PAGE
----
Why do we have nightmares?
Dreams and nightmares are often interpreted far more than they should be. Nightmares might wake you up but they’re nothing to be worried about, especially when you learn why we have them. Nightmares aren’t just for kids as between 2% and 8% of the nation’s adults also experience nightmares from time to time.
The issue with nightmares isn’t the fact that you get a disturbed night but the effect they have on your during the next day. The vivid and highly realistic nature of nightmares means that they can have a major effect on you. Heart pounding, fear inducing nightmares occur more often during REM sleep so you probably experience them more often in the early hours of the day.
Common nightmares like falling from a great height can be intrepid as having some meaning. We discuss the common interpretation of the falling dream in this post, but working out what a dream means isn’t as important as working out where it’s coming from.
What causes nightmares?
Nightmares are often spontaneous but they’re caused by underlying factors. Having a late night snack can affect our sleep and lead to nightmares. As our metabolism is increased, our brains become more active. There are also some medications that contribute to nightmares. Drugs that act on chemicals within the brain like antidepressants and some illegal drugs can lead to nightmares. Blood-pressure tablets have also been known to create nightmares in adults.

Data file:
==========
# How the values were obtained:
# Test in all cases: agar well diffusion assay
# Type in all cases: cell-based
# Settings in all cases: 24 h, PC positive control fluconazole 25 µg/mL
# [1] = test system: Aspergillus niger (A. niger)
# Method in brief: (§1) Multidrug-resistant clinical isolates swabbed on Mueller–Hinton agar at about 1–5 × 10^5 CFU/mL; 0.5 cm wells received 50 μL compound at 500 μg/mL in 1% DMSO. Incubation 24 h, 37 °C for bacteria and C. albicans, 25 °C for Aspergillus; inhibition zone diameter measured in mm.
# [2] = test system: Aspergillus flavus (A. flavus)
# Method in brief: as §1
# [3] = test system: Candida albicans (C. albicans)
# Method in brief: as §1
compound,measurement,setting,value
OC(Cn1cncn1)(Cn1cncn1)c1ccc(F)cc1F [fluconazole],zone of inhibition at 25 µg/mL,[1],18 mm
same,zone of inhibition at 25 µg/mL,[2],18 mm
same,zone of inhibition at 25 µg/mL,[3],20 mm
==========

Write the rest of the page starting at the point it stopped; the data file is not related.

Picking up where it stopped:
Withdrawal from substances that our bodies have become addicted to can also lead to nightmares. These include alcohol, tranquillisers and illegal drugs. Sleep deprivation can also be a cause of nightmares. Of course, having nightmares can lead to sleep deprivation so this can be a very vicious circle to find yourself in.